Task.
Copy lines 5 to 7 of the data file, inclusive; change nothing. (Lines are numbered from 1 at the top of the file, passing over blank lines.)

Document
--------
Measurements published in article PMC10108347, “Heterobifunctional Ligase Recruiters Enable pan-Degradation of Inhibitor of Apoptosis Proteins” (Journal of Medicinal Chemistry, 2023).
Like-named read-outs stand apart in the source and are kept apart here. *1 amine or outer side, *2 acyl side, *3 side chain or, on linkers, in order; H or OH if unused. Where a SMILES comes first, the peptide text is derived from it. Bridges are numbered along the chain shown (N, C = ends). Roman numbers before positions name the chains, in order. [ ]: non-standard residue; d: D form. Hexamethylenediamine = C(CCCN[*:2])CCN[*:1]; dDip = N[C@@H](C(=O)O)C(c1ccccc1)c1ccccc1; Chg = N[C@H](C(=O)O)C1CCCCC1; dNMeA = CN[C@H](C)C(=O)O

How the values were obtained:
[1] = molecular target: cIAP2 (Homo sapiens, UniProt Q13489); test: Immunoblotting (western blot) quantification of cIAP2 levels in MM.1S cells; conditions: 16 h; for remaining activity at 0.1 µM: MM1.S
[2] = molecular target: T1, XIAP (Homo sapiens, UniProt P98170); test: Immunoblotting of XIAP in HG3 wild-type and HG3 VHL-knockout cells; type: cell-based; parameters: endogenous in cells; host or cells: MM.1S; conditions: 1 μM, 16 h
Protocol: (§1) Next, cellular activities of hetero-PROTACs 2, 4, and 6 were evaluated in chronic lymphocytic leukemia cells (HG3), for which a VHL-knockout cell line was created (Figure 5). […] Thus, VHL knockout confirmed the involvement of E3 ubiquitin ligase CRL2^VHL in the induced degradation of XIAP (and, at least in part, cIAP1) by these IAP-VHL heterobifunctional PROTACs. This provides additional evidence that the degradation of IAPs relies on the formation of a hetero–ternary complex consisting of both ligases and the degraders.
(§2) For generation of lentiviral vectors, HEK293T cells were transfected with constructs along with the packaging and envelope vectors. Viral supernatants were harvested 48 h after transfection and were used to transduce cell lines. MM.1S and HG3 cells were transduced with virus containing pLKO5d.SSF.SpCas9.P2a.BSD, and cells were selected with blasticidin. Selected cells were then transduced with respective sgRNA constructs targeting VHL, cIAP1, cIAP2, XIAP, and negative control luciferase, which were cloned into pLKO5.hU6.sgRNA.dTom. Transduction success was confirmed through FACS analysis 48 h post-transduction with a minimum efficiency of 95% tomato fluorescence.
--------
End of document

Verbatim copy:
[2] = molecular target: T1, XIAP (Homo sapiens, UniProt P98170); test: Immunoblotting of XIAP in HG3 wild-type and HG3 VHL-knockout cells; type: cell-based; parameters: endogenous in cells; host or cells: MM.1S; conditions: 1 μM, 16 h
Protocol: (§1) Next, cellular activities of hetero-PROTACs 2, 4, and 6 were evaluated in chronic lymphocytic leukemia cells (HG3), for which a VHL-knockout cell line was created (Figure 5). […] Thus, VHL knockout confirmed the involvement of E3 ubiquitin ligase CRL2^VHL in the induced degradation of XIAP (and, at least in part, cIAP1) by these IAP-VHL heterobifunctional PROTACs. This provides additional evidence that the degradation of IAPs relies on the formation of a hetero–ternary complex consisting of both ligases and the degraders.
(§2) For generation of lentiviral vectors, HEK293T cells were transfected with constructs along with the packaging and envelope vectors. Viral supernatants were harvested 48 h after transfection and were used to transduce cell lines. MM.1S and HG3 cells were transduced with virus containing pLKO5d.SSF.SpCas9.P2a.BSD, and cells were selected with blasticidin. Selected cells were then transduced with respective sgRNA constructs targeting VHL, cIAP1, cIAP2, XIAP, and negative control luciferase, which were cloned into pLKO5.hU6.sgRNA.dTom. Transduction success was confirmed through FACS analysis 48 h post-transduction with a minimum efficiency of 95% tomato fluorescence.